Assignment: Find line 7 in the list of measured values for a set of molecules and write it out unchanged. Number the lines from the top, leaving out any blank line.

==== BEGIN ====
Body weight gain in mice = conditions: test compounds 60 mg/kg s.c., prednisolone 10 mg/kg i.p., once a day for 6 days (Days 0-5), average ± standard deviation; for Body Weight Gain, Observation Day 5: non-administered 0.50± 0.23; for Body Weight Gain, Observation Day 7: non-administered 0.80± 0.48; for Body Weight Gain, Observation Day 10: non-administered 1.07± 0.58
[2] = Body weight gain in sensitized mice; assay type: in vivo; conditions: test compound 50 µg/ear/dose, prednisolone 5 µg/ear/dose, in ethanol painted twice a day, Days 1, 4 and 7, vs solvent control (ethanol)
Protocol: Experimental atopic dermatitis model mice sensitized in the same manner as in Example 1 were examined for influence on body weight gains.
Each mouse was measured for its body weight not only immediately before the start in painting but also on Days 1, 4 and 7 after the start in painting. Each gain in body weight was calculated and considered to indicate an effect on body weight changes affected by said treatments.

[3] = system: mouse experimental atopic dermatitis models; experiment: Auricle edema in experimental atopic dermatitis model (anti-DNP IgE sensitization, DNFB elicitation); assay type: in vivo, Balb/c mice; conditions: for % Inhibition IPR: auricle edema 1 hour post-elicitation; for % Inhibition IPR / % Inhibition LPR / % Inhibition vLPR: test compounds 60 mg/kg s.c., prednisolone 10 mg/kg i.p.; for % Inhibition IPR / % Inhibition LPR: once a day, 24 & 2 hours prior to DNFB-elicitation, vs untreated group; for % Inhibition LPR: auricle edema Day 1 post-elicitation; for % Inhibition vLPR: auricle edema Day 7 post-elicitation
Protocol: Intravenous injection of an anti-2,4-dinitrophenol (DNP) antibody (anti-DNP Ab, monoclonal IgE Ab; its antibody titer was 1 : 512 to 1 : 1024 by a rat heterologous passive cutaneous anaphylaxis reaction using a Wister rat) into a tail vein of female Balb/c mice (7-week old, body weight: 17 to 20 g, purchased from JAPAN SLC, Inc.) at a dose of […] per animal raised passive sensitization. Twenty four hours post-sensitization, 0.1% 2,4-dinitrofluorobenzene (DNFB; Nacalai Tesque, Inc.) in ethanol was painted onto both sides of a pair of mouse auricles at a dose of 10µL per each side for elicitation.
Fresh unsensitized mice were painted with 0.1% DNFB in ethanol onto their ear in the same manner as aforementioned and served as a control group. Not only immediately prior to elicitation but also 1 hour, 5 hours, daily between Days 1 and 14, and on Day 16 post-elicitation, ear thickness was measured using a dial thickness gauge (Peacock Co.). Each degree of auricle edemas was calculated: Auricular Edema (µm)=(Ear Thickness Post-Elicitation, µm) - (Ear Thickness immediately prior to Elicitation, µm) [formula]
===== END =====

Fresh unsensitized mice were painted with 0.1% DNFB in ethanol onto their ear in the same manner as aforementioned and served as a control group. Not only immediately prior to elicitation but also 1 hour, 5 hours, daily between Days 1 and 14, and on Day 16 post-elicitation, ear thickness was measured using a dial thickness gauge (Peacock Co.). Each degree of auricle edemas was calculated: Auricular Edema (µm)=(Ear Thickness Post-Elicitation, µm) - (Ear Thickness immediately prior to Elicitation, µm) [formula]